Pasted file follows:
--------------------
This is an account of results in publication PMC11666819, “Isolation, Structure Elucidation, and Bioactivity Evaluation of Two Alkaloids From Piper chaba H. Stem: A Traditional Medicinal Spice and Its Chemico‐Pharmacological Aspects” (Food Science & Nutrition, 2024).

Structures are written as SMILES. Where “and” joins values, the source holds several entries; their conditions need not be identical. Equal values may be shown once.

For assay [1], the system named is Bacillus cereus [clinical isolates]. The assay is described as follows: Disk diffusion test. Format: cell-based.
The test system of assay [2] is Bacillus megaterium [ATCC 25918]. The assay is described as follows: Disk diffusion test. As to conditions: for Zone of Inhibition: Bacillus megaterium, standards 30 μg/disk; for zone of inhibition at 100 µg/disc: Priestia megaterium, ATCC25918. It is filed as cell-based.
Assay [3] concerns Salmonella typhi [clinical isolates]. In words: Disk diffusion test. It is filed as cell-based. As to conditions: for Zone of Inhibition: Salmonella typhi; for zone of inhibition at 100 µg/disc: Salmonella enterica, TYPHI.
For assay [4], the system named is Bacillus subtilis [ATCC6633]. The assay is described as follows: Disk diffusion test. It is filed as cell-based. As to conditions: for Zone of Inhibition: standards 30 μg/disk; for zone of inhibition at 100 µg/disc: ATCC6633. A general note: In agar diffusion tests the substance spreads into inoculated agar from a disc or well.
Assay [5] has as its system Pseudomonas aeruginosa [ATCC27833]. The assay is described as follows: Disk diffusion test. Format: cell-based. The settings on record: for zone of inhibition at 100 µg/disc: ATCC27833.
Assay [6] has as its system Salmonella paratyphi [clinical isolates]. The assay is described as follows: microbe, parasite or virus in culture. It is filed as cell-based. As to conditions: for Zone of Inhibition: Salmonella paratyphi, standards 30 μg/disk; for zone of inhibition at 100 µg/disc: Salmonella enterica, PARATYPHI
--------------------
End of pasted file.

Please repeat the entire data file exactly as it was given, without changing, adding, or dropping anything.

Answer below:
This is an account of results in publication PMC11666819, “Isolation, Structure Elucidation, and Bioactivity Evaluation of Two Alkaloids From Piper chaba H. Stem: A Traditional Medicinal Spice and Its Chemico‐Pharmacological Aspects” (Food Science & Nutrition, 2024).

Structures are written as SMILES. Where “and” joins values, the source holds several entries; their conditions need not be identical. Equal values may be shown once.

For assay [1], the system named is Bacillus cereus [clinical isolates]. The assay is described as follows: Disk diffusion test. Format: cell-based.
The test system of assay [2] is Bacillus megaterium [ATCC 25918]. The assay is described as follows: Disk diffusion test. As to conditions: for Zone of Inhibition: Bacillus megaterium, standards 30 μg/disk; for zone of inhibition at 100 µg/disc: Priestia megaterium, ATCC25918. It is filed as cell-based.
Assay [3] concerns Salmonella typhi [clinical isolates]. In words: Disk diffusion test. It is filed as cell-based. As to conditions: for Zone of Inhibition: Salmonella typhi; for zone of inhibition at 100 µg/disc: Salmonella enterica, TYPHI.
For assay [4], the system named is Bacillus subtilis [ATCC6633]. The assay is described as follows: Disk diffusion test. It is filed as cell-based. As to conditions: for Zone of Inhibition: standards 30 μg/disk; for zone of inhibition at 100 µg/disc: ATCC6633. A general note: In agar diffusion tests the substance spreads into inoculated agar from a disc or well.
Assay [5] has as its system Pseudomonas aeruginosa [ATCC27833]. The assay is described as follows: Disk diffusion test. Format: cell-based. The settings on record: for zone of inhibition at 100 µg/disc: ATCC27833.
Assay [6] has as its system Salmonella paratyphi [clinical isolates]. The assay is described as follows: microbe, parasite or virus in culture. It is filed as cell-based. As to conditions: for Zone of Inhibition: Salmonella paratyphi, standards 30 μg/disk; for zone of inhibition at 100 µg/disc: Salmonella enterica, PARATYPHI